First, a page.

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Jul 5th, 2000 10:03
Nathan Wallace, Hans Nowak, Snippet 318, Tim Peters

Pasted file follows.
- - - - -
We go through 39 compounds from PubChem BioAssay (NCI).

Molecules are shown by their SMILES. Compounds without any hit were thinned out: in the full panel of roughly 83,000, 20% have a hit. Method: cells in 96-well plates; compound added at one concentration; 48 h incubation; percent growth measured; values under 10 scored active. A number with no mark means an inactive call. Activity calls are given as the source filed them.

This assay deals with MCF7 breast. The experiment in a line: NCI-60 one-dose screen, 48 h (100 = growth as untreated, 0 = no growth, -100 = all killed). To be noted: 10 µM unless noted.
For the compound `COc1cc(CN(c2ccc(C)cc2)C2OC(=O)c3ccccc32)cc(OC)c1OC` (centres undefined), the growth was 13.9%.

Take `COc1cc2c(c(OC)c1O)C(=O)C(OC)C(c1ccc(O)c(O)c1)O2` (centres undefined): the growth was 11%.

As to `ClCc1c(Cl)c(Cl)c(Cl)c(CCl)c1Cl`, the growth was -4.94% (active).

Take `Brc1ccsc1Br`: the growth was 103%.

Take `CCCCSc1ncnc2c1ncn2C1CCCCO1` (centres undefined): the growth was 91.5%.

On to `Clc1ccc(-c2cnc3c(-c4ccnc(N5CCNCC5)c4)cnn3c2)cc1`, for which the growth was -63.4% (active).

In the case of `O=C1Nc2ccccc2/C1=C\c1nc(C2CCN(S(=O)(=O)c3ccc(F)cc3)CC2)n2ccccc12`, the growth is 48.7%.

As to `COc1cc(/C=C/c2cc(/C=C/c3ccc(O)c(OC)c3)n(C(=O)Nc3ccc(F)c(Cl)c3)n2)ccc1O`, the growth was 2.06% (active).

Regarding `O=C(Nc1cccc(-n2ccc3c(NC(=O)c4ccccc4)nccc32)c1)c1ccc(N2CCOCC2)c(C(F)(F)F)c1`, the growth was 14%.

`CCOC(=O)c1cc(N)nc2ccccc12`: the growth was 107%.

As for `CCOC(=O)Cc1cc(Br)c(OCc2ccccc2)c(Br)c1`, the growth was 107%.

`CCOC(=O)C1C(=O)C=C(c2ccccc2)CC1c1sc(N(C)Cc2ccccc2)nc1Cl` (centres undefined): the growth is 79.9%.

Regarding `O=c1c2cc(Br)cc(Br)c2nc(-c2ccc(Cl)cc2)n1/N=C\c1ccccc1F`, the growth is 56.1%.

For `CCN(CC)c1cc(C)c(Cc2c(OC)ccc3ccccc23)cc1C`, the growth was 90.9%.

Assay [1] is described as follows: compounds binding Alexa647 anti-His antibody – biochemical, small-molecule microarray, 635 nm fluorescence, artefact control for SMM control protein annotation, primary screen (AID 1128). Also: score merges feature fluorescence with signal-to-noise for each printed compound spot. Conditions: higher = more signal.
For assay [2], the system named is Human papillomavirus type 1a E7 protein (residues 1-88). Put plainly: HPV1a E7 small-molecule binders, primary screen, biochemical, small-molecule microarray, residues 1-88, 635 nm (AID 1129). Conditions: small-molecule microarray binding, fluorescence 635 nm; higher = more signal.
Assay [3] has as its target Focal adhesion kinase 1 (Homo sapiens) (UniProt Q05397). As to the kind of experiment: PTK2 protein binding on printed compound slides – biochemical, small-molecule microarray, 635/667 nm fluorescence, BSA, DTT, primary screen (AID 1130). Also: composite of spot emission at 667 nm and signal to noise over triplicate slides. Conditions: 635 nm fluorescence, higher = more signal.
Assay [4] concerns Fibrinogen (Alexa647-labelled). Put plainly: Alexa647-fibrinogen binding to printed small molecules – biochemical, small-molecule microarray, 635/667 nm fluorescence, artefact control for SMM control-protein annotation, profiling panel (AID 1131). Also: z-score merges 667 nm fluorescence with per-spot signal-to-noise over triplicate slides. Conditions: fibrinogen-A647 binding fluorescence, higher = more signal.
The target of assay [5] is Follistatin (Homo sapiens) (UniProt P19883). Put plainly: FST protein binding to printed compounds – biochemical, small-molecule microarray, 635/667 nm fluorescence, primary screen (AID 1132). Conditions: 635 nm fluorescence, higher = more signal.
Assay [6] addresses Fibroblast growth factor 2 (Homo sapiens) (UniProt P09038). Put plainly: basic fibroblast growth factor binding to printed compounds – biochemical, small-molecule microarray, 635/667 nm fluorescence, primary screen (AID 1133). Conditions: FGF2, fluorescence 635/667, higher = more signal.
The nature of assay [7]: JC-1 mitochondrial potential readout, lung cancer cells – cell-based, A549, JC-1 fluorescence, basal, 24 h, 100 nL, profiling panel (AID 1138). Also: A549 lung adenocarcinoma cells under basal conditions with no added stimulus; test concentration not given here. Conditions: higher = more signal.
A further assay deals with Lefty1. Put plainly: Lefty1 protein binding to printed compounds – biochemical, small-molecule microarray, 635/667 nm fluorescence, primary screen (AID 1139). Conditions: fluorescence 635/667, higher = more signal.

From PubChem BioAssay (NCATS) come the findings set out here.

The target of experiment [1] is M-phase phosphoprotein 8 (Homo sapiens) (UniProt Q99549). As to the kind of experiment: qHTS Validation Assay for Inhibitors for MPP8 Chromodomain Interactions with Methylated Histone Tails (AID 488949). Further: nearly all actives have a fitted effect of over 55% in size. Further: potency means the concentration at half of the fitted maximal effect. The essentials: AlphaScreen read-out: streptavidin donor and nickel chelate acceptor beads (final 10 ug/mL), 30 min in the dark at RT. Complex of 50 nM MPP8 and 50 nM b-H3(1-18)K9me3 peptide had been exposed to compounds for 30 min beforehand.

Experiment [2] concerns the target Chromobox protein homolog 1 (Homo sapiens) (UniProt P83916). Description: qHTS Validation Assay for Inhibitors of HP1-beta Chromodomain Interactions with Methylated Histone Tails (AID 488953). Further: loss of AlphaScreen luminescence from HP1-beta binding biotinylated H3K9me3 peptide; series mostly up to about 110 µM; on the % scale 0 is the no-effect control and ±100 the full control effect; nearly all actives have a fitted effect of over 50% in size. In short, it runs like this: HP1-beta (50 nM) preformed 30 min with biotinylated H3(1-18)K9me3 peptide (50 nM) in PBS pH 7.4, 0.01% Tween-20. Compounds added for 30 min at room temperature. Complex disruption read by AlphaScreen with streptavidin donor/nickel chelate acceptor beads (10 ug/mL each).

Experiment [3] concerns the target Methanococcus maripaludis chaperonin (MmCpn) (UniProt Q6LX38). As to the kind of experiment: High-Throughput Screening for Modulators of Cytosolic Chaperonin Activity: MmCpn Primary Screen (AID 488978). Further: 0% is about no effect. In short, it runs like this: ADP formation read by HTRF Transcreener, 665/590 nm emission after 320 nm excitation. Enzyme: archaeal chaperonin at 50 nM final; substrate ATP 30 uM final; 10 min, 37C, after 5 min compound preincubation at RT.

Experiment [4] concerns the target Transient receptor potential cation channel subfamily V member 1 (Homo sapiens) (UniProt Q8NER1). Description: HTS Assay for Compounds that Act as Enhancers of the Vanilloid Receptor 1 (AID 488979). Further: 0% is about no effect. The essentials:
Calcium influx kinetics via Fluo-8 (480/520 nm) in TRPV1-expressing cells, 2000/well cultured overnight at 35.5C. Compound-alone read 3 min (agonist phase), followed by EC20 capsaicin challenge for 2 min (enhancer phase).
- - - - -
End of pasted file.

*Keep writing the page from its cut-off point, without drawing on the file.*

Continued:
""" Packages: maths """ """ > ... > My algortihm (not shown) would be recursive up to depth n (given n > numbers). Any ideas what depth of recursion the contest would allow? No idea. > What depth of recursion is a reasonable limit to aim for in Python? At least thousands. > My guess is that given n numbers, brute force is O(2^n) and O(2^(n/2)) > should be attainable. Any math experts have the real answers? Yes, O(2^(n/2)) is attainable: split the list in equalsize halves A and B, compute all possible sums from A (O(2^(n/2))) and B (ditto) separately, then see whether there's a sum from A and a sum from B that have the desired total (again O(2^(n/2)) using e.g. a hash table). Note that this is a oneshot trick, though: it breaks the problem into two subproblems of a *different* nature, so it's the end of that road. I don't know of a better worstcase general solution than that. Agree with Aaron it's a hard problem; disagree that it's 0/1 knapsack in disguise (which is about maximizing a linear function, not about hitting a specific value on the nose); it *is* an instance of the "sum of subsets" problem family, though. The attached solves a slightly more general problem and usually works well in "real life" problems (more like loworder polynomial time than exponential, although its worst case in contrived examples is indeed O(2^n)). The same bounding functions (for weeding out impossibilities) can be used in a recursive framework that requires no more than O(n) space; but since the approach does work so well in real life, and frequent recursion is relatively very expensive in Python, I use this nonrecursive (but potentially spacegobbling) version. Note that this approach buys some of its efficiency at the cost of being hard to extend to find *all* solutions. That's easy in a straightforward recursive version, though  so use that if you're trying to teach the neighborhood supermarket checkout droid all the unseen possibilities open to them for making correct change <wink>. anyonegotchangefor6billionpeople?ly y'rs  tim """ def find_sublist_with_sum(nlist, target): """Return sublist of nlist whose elements add up to target. Return None if no such sublist exists. The return value never contains 0. The return value is [] if target is 0. The order of elements in the return value is not defined. If more than one sublist sums to target, which one is returned is not defined. Examples: xxx([1, 2, 3], 3) == [1, 2] or [2, 1] or [3] xxx([2, 1, 1, 0, 0], 0) == [] xxx([2, 1, 1, 0, 0], 1) == [1] xxx([1, 2], 8) == None xxx([1, 2, 3, 4], 6) == [1, 2, 3] or [2, 4] or etc """ # Sort to help the bounds checks cut off impossibilities early; # not needed for correctness, and other ordering strategies may # be more helpful depending on the expected cases. # Note that reversesorting guarantees the answer will be given # in nondecreasing order. ns = nlist[:] ns.sort() ns.reverse() # find smallest and largest possible sums max_left = min_left = 0 for n in ns: if n >= 0: max_left = max_left + n else: min_left = min_left + n # map partial sum to last element added into it partial = {0: 0} inpartial = partial.has_key # instrumentation global _nconsidered, _nsurvivors # Each iteration of the outer loop leaves partial containing # all distinct possible sums taken from sublists ending at n. # Except that some of those are trash: if a partial sum plus # min_left is greater than target, all possible completions # are greater than target, so that partial sum can be ignored; # similarly if a partial sum plus max_left is less than target. for n in ns: if n >= 0: max_left = max_left  n else: min_left = min_left  n for sum in partial.keys(): _nconsidered = _nconsidered + 1 this = sum + n if min_left <= target  this <= max_left and \ not inpartial(this): _nsurvivors = _nsurvivors + 1 partial[this] = n if this == target: return _construct_sublist(partial, target) assert min_left == max_left == 0 return None def _construct_sublist(partial, target): answer = [] while target: n = partial[target] answer.append(n) target = target  n return answer _nconsidered = _nsurvivors = 0